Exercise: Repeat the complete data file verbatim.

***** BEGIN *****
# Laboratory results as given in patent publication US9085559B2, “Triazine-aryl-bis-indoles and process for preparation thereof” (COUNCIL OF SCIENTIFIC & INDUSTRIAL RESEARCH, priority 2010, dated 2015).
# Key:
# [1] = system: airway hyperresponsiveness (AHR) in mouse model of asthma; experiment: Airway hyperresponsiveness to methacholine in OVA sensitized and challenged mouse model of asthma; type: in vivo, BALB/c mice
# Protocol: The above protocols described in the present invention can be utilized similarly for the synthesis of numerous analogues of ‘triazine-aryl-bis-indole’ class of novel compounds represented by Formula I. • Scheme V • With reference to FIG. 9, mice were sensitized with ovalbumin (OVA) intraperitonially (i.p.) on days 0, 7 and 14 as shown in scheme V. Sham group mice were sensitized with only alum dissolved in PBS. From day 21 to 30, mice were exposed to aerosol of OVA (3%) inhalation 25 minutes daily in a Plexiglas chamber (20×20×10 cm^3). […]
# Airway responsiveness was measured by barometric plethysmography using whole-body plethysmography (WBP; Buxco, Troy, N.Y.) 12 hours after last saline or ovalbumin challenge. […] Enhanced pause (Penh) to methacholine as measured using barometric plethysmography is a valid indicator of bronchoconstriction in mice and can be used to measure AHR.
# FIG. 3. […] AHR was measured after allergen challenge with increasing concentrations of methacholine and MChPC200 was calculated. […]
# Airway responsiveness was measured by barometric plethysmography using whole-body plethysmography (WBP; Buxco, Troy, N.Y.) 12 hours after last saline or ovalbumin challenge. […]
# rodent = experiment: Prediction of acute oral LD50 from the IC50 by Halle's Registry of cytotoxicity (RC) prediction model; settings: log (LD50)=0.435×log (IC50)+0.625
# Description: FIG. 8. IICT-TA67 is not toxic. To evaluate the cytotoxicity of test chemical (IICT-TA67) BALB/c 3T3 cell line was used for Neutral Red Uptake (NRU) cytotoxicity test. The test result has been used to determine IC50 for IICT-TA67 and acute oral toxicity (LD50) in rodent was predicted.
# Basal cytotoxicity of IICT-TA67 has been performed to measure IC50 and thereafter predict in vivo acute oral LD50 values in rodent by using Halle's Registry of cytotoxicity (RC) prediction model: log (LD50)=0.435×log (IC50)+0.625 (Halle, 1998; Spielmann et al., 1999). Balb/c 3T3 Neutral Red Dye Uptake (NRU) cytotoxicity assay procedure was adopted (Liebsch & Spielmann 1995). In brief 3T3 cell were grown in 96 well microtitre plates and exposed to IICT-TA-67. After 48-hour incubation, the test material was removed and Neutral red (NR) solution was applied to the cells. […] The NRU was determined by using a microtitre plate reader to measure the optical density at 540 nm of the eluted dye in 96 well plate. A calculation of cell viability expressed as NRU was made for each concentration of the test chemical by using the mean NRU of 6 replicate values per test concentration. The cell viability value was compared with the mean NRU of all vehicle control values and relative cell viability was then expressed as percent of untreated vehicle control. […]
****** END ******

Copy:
# Laboratory results as given in patent publication US9085559B2, “Triazine-aryl-bis-indoles and process for preparation thereof” (COUNCIL OF SCIENTIFIC & INDUSTRIAL RESEARCH, priority 2010, dated 2015).
# Key:
# [1] = system: airway hyperresponsiveness (AHR) in mouse model of asthma; experiment: Airway hyperresponsiveness to methacholine in OVA sensitized and challenged mouse model of asthma; type: in vivo, BALB/c mice
# Protocol: The above protocols described in the present invention can be utilized similarly for the synthesis of numerous analogues of ‘triazine-aryl-bis-indole’ class of novel compounds represented by Formula I. • Scheme V • With reference to FIG. 9, mice were sensitized with ovalbumin (OVA) intraperitonially (i.p.) on days 0, 7 and 14 as shown in scheme V. Sham group mice were sensitized with only alum dissolved in PBS. From day 21 to 30, mice were exposed to aerosol of OVA (3%) inhalation 25 minutes daily in a Plexiglas chamber (20×20×10 cm^3). […]
# Airway responsiveness was measured by barometric plethysmography using whole-body plethysmography (WBP; Buxco, Troy, N.Y.) 12 hours after last saline or ovalbumin challenge. […] Enhanced pause (Penh) to methacholine as measured using barometric plethysmography is a valid indicator of bronchoconstriction in mice and can be used to measure AHR.
# FIG. 3. […] AHR was measured after allergen challenge with increasing concentrations of methacholine and MChPC200 was calculated. […]
# Airway responsiveness was measured by barometric plethysmography using whole-body plethysmography (WBP; Buxco, Troy, N.Y.) 12 hours after last saline or ovalbumin challenge. […]
# rodent = experiment: Prediction of acute oral LD50 from the IC50 by Halle's Registry of cytotoxicity (RC) prediction model; settings: log (LD50)=0.435×log (IC50)+0.625
# Description: FIG. 8. IICT-TA67 is not toxic. To evaluate the cytotoxicity of test chemical (IICT-TA67) BALB/c 3T3 cell line was used for Neutral Red Uptake (NRU) cytotoxicity test. The test result has been used to determine IC50 for IICT-TA67 and acute oral toxicity (LD50) in rodent was predicted.
# Basal cytotoxicity of IICT-TA67 has been performed to measure IC50 and thereafter predict in vivo acute oral LD50 values in rodent by using Halle's Registry of cytotoxicity (RC) prediction model: log (LD50)=0.435×log (IC50)+0.625 (Halle, 1998; Spielmann et al., 1999). Balb/c 3T3 Neutral Red Dye Uptake (NRU) cytotoxicity assay procedure was adopted (Liebsch & Spielmann 1995). In brief 3T3 cell were grown in 96 well microtitre plates and exposed to IICT-TA-67. After 48-hour incubation, the test material was removed and Neutral red (NR) solution was applied to the cells. […] The NRU was determined by using a microtitre plate reader to measure the optical density at 540 nm of the eluted dye in 96 well plate. A calculation of cell viability expressed as NRU was made for each concentration of the test chemical by using the mean NRU of 6 replicate values per test concentration. The cell viability value was compared with the mean NRU of all vehicle control values and relative cell viability was then expressed as percent of untreated vehicle control. […]